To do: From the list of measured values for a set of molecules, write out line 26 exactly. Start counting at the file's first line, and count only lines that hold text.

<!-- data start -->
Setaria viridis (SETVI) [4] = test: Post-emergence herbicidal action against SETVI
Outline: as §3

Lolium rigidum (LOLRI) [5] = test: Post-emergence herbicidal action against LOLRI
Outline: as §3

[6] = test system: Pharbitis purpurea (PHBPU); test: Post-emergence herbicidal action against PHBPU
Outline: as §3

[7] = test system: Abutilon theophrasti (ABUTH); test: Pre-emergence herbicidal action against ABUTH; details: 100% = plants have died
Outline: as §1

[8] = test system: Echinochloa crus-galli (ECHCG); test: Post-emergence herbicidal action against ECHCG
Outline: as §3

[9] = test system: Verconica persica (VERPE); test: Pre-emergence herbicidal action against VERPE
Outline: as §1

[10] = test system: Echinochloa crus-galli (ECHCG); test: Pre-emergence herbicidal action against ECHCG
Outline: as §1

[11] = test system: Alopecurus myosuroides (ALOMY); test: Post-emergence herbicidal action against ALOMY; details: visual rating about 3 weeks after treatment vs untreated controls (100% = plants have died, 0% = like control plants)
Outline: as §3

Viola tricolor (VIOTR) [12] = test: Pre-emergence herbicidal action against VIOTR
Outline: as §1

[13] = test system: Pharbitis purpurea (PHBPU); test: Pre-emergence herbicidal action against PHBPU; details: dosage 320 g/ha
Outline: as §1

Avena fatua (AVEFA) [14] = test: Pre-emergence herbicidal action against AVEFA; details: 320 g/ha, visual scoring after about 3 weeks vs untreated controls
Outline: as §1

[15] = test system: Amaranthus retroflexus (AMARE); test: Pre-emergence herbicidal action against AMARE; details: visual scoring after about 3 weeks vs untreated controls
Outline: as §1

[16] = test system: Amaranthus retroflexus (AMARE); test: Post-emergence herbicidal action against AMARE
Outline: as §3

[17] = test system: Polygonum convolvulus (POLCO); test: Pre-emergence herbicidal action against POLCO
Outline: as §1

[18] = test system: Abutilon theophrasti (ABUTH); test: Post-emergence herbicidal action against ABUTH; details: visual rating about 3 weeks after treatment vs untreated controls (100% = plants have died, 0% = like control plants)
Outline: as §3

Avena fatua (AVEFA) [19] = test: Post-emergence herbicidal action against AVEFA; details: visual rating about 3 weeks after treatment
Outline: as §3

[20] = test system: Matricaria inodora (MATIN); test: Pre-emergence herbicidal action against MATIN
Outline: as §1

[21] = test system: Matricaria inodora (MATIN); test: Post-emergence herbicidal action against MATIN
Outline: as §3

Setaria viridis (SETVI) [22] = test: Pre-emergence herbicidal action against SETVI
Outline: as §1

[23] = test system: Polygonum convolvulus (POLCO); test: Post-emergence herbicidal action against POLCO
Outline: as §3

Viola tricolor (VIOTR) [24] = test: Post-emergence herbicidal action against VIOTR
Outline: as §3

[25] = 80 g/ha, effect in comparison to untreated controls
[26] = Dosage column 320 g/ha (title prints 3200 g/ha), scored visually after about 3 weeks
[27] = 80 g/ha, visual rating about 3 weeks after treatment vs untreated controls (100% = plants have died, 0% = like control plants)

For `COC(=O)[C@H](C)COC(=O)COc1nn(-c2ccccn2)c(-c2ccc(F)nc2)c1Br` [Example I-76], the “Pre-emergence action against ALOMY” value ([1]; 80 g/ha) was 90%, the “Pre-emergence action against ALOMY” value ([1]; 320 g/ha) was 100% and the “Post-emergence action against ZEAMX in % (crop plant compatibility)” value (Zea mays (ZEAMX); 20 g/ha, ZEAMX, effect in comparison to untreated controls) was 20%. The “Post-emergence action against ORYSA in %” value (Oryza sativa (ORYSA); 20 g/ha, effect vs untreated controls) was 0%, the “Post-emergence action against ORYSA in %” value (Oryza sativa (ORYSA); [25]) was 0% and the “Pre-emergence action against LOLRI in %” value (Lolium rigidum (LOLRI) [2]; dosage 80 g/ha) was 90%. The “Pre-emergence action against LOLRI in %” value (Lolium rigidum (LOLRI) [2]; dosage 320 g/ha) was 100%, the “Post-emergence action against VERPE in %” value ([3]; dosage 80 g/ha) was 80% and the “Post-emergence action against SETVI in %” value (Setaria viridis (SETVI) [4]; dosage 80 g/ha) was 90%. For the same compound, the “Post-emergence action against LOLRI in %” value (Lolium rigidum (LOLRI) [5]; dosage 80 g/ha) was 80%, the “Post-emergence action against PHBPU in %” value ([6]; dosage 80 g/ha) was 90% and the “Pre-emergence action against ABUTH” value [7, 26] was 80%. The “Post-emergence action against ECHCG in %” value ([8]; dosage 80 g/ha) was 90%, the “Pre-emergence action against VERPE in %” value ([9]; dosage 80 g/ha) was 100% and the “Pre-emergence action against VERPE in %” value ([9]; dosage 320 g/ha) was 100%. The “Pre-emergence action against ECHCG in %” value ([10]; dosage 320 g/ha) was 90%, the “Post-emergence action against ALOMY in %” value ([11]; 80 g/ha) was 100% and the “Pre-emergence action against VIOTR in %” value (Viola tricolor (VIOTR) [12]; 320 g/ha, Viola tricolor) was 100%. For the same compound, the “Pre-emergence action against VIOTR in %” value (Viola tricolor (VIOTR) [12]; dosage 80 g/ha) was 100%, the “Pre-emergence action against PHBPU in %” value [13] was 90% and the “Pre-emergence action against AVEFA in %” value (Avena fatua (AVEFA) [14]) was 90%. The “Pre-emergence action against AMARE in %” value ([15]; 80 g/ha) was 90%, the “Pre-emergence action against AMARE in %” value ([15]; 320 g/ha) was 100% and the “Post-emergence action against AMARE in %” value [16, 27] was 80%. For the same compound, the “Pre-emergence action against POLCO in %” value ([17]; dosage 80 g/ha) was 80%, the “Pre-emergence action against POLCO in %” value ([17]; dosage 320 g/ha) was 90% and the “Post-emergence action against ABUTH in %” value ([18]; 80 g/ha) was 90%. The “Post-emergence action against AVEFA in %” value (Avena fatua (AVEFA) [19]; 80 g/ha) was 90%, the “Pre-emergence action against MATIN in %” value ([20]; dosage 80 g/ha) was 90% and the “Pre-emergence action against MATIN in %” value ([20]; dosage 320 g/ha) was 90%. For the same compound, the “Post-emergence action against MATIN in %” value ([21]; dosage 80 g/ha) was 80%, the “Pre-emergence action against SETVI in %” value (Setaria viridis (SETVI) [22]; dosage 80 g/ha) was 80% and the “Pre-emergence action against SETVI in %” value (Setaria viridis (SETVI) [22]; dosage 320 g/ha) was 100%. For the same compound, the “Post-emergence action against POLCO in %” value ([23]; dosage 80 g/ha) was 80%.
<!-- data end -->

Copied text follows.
Outline: as §3